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Our mission is to promote excellence in research, practice, education and policy in cardiovascular health, primary and secondary prevention.
Our mission is to reduce the burden of cardiovascular disease through percutaneous cardiovascular interventions.
Improving the quality of life and reducing sudden cardiac death by limiting the impact of heart rhythm disturbances.
Our mission is to improve quality of life and longevity, through better prevention, diagnosis and treatment of heart failure, including the establishment of networks for its management, education and research.
The ESC Working Groups' goal is to stimulate and disseminate scientific knowledge in different fields of cardiology.
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A leadless cardiac pacemaker demonstrated ‘good safety and reliable function’ according to a study Hot Line session yesterday. The observational Leadless II trial, published simultaneously in the New England Journal of Medicine, suggests that the new device might serve as an alternative to conventional transvenous pacemakers.
‘These multicentre data represent the largest population of patients to receive a leadless pacemaker system and as such provide unique insight into their efficacy and safety,’ said Vivek Reddy from Icahn School of Medicine at Mount Sinai, New York.
Despite considerable technological advances since the introduction of conventional cardiac pacemakers more than 50 years ago, adverse events still occur in around one in 10 patients. These are typically related to the transvenous leads, surgical pocket, or pulse generator. Leads can be susceptible to dislodgement, fracture, or insulation failure and, said Reddy, can also cause infection, cardiac perforation, venous occlusion, and tricuspid regurgitation.
The fully self-contained leadless cardiac pacemaker investigated in this study - with combined battery, electronics and electrodes encapsulated into a small unit - has been designed to overcome such problems. Describing the device, Reddy said that it is 42 mm long, 6 mm wide, and was delivered to the right ventricle transfemorally using an 18F introducer/steerage catheter. The device is currently approved in Europe, but not the US.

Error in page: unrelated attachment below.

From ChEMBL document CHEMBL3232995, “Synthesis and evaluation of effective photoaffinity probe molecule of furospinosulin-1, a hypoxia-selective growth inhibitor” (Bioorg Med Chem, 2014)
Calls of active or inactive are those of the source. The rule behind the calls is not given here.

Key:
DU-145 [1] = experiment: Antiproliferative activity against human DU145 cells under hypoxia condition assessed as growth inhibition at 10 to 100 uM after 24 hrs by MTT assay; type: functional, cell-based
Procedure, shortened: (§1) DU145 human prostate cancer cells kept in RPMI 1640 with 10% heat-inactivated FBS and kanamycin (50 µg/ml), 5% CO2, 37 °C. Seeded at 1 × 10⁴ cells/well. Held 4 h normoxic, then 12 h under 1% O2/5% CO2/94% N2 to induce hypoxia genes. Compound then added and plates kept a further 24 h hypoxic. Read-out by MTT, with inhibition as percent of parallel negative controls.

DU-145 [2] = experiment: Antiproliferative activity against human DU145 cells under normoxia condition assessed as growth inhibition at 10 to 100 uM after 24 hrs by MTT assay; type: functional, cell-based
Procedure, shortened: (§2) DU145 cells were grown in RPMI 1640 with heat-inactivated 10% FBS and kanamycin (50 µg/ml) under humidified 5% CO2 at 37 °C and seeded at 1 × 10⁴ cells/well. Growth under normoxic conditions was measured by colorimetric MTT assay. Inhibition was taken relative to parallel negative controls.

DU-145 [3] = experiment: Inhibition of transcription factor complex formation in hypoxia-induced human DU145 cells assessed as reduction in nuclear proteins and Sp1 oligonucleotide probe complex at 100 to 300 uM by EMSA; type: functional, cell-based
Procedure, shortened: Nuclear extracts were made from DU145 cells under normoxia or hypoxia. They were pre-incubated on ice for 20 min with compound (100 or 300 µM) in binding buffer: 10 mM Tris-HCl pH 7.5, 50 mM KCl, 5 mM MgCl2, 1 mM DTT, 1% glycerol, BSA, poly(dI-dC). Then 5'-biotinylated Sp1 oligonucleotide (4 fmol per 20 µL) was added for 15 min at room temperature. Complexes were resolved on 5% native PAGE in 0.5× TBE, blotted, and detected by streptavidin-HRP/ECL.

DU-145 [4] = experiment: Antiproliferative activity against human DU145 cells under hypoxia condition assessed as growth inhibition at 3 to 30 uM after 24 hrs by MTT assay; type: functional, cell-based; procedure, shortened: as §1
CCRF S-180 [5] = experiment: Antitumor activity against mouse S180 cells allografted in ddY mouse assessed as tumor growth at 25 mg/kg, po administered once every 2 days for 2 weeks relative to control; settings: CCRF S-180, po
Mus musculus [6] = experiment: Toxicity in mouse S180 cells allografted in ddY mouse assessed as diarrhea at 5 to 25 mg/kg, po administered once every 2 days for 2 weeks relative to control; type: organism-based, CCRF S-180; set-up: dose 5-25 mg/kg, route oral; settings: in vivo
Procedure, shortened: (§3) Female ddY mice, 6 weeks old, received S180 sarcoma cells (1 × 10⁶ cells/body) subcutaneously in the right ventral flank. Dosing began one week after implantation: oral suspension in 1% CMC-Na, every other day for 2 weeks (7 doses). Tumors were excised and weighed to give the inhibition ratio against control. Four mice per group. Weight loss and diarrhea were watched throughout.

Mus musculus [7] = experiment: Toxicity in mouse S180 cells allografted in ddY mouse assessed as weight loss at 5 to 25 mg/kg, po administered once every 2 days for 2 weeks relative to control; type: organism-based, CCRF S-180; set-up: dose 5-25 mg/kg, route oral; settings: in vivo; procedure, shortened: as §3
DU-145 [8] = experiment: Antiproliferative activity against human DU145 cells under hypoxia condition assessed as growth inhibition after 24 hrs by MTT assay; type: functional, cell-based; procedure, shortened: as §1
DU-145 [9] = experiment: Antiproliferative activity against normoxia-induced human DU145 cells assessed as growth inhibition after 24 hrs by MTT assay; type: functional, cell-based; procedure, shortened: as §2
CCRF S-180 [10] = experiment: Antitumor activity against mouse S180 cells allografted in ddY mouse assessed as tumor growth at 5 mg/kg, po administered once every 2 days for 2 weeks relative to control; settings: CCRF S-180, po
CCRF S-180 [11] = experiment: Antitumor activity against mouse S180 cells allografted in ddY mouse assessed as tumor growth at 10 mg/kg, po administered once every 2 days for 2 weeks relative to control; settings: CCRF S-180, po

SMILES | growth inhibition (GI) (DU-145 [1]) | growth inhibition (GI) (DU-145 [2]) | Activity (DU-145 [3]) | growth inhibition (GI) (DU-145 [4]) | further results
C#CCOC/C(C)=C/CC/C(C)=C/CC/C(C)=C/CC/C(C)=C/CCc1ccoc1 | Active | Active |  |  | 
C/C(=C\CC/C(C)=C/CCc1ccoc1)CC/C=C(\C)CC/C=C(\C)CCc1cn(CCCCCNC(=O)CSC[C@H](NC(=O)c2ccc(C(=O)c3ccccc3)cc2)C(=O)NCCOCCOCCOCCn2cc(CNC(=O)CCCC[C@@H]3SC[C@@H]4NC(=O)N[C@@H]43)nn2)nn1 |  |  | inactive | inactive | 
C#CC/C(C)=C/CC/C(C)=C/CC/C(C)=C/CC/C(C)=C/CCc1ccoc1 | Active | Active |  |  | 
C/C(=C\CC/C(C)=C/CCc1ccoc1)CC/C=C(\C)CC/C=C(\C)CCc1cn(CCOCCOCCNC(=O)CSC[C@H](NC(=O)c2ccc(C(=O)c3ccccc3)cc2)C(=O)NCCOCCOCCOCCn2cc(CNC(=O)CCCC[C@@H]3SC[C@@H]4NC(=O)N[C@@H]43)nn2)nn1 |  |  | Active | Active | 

In this Leadless II trial a first cohort of 300 patients was followed up for six months, while a second cohort included an additional 226 patients. The study took place in 56 centres in the US, Canada, and Australia.
Results showed that the primary endpoint (therapeutically acceptable pacing capture threshold and a therapeutically acceptable sensing amplitude) was achieved in 270 of the 300 primary cohort patients (90%). Reasons for failure included inadequate pacing capture threshold in four patients and inadequate sensed R-wave amplitudes in 16 patients. The primary safety end point was met in 280 of the 300 patients (93.3%), with cardiac perforation experienced by 1.3%, device dislodgement by 1.7%, elevated pacing thresholds necessitating device retrieval in 1.3% and vascular complications in 1.3%.
Of the 289 patients who had a successful implant followed out to six months 270 (93.4%) achieved adequate pacing and sensing threshold.
The rate of device-related serious adverse events was 6.5% among the treated subjects, including cardiac perforation in 1.5% of patients, device dislodgement in 1.1%, and device retrieval due to elevated pacing thresholds in 0.8%.
The device was shown to be retrievable in the seven patients who needed a replacement at a mean of 160 days after implantation. On the basis of the study, investigators estimated that battery longevity was 15 years. ‘It is likely that the complication rate should improve with increased operator experience,’ said Reddy, adding notably of 100 operators only one had prior experience of the implantation technique.
There will be important questions on how to manage the device after battery depletion, said Reddy. ‘We’ve shown you can remove the device up to a year, but the real question is what happens five to fifteen years down the line - whether we will be able to retrieve devices or abandon them.’
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